George led us into his office. “Sit there, I’ll be back”, he said. Sit there all came out as one word, or cough. The CEO of Accent Media, Chip Atkins, and I adjusted to the room. The office was a modest space, clad 360 degrees in wood paneling. Papers, receipts, notices, and legal documents papered the paneled walls around George’s desk, clinging with crusty brown tape. On the far wall I spotted a framed photograph of two men shaking hands, and stood up to take a look. I recognized a younger George. Much younger, fitter, sporting a Magnum PI mustache and holding what may have been a rum and coke in his left hand. He clasped hands with a puffy haired Sylvester Stallone. “Dude!” I said. “George is shaking hands with Stallone in this picture! The 1970′s Stallone!”
George owns a pawn shop called the Gold Exchange. Year after year in December a new Gold Exchange Christmas commercial would air on the local TV stations, guaranteed to be plotless, badly produced, and starring George’s kids. Just enough to remind the viewer that at least for one month, there was indeed a Gold Exchange Pawn Shop in Youngstown. Maybe the kids finally grew old enough to mutiny, or George finally ran out of ideas. All I know is Chip comes into my office one late November afternoon and dumps a Gold Exchange spot in my lap. “Just come up with something,” he said. “Nothing great. Just okay. You know Gold Exchange stuff”. Oh yeah, I know Gold Exchange stuff, I thought. I also knew that even on a budget of near zero dollars, I could assemble a Christmas-themed commercial for a pawn shop that I knew would attract customers. I thought about being broke and having to buy Christmas presents. Then a treasure chest appeared in my mind. Was it that easy? A chest full of gold that one could trade in for cash? I knew that somewhere in the office, left by persons unknown, there was a wooden box that bore an interesting resemblance to a stereotypical treasure chest; that could do very nicely. I had just bought a cheap suction cup camera mount that enabled us the ability to shoot in the front seat of a small vehicle. Two guys driving in a car, one of which has being carrying around a chest full of gold for an unspecified amount of time, take it to the Gold Exchange, they get cash, end of commercial. Simple, and just silly enough to get the attention of the viewer. I allowed myself a small but self-satisfied smirk and a swig of lukewarm coffee. Now to run it by George.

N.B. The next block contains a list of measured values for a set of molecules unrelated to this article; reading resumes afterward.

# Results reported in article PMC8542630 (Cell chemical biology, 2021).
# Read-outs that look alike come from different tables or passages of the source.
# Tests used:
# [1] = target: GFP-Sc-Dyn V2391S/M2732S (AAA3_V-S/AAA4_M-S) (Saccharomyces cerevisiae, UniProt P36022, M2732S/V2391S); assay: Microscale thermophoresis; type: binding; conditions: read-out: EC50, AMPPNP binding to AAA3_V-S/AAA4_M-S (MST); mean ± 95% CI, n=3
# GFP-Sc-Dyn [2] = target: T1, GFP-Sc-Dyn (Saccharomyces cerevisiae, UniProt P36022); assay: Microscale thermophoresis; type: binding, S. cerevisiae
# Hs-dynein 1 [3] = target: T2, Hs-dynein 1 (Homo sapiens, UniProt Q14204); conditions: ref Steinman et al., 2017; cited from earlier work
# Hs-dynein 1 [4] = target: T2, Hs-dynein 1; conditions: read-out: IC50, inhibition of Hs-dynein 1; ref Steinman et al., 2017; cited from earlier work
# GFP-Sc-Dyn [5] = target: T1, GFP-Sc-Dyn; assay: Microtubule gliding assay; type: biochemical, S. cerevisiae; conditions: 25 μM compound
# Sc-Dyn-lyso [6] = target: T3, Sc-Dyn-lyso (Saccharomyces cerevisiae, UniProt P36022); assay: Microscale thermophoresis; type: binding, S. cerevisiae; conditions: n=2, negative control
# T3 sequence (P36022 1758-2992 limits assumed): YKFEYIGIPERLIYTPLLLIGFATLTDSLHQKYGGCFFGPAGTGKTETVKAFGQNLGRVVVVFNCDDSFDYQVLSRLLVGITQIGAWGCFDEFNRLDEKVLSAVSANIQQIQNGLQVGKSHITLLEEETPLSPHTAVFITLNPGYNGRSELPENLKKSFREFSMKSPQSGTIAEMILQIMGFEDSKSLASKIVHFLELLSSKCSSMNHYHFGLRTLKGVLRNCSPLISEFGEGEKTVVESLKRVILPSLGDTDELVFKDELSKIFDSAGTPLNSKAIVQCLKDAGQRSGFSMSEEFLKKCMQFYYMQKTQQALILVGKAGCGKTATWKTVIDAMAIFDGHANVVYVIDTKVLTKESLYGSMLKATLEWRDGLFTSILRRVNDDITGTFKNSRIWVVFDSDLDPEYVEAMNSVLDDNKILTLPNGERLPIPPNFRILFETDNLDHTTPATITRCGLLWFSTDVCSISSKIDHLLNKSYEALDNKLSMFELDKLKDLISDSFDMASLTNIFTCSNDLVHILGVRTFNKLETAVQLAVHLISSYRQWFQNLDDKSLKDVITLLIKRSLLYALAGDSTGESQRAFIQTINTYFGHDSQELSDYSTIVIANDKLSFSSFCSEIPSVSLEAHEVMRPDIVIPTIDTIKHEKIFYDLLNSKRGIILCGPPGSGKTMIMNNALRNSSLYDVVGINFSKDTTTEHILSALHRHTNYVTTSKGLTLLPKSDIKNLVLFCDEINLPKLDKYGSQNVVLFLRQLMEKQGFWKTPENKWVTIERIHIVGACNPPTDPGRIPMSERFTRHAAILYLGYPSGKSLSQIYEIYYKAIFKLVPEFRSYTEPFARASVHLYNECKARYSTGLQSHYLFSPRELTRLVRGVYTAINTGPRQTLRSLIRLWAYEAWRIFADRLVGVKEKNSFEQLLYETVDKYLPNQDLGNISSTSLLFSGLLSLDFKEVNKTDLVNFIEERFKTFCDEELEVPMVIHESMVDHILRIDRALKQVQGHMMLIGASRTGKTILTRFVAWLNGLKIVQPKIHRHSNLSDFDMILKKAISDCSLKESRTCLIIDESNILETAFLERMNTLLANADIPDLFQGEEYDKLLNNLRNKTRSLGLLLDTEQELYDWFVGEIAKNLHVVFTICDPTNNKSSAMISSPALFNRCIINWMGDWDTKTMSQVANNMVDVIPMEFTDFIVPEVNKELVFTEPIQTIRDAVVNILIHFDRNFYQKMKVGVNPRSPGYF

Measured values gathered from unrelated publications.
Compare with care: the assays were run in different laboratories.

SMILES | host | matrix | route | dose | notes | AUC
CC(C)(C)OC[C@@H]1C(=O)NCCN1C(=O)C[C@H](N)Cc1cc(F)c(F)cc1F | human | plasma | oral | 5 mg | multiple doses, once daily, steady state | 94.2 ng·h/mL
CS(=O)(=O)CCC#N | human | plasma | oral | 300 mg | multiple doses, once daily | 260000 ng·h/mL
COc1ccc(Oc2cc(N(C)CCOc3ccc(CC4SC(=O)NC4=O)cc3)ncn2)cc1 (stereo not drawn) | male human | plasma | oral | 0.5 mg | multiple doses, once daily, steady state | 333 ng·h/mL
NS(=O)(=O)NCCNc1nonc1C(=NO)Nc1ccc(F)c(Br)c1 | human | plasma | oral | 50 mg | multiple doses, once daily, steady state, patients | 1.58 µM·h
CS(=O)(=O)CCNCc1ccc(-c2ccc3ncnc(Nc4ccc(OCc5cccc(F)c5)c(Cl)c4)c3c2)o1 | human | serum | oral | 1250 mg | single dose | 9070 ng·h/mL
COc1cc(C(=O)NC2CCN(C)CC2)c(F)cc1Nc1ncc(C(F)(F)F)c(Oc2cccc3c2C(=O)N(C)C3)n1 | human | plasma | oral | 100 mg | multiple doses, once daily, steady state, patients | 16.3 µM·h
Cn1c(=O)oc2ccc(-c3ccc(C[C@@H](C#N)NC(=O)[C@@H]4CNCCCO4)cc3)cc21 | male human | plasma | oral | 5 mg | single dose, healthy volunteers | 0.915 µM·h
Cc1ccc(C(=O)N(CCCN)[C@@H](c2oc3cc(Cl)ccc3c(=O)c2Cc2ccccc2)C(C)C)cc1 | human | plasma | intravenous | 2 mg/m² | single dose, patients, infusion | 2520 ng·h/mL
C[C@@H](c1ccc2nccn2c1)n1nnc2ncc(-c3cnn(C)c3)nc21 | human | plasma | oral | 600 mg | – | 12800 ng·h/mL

Chip and I had decided the photo was probably around the Rocky II era when George reappeared. “Awright,” he said, as he dropped into the chair behind his desk. “Whatcha got for me?” So I told him. Went through my whole sale, just like I had run through in my head. A guy wants to buy Christmas gifts for his family, but he’s short on cash. He does have is a chest of gold, however. His friend recommends the Gold Exchange, and guy with extra gold has become guy with money. Hearing the plot out loud in my own voice added a new level of ridiculous to this pitch. My optimism about my idea was becoming cautious. I looked at George. He rolled his tongue around his mouth for a moment, pursed his lips. Damn, he’s even tasting my idea. His words came out so fast I didn’t even catch them.
“What was that?” I asked. George said, “I like it”.
Check out part two of the this post here.
Written by Dan Clark and Josh Good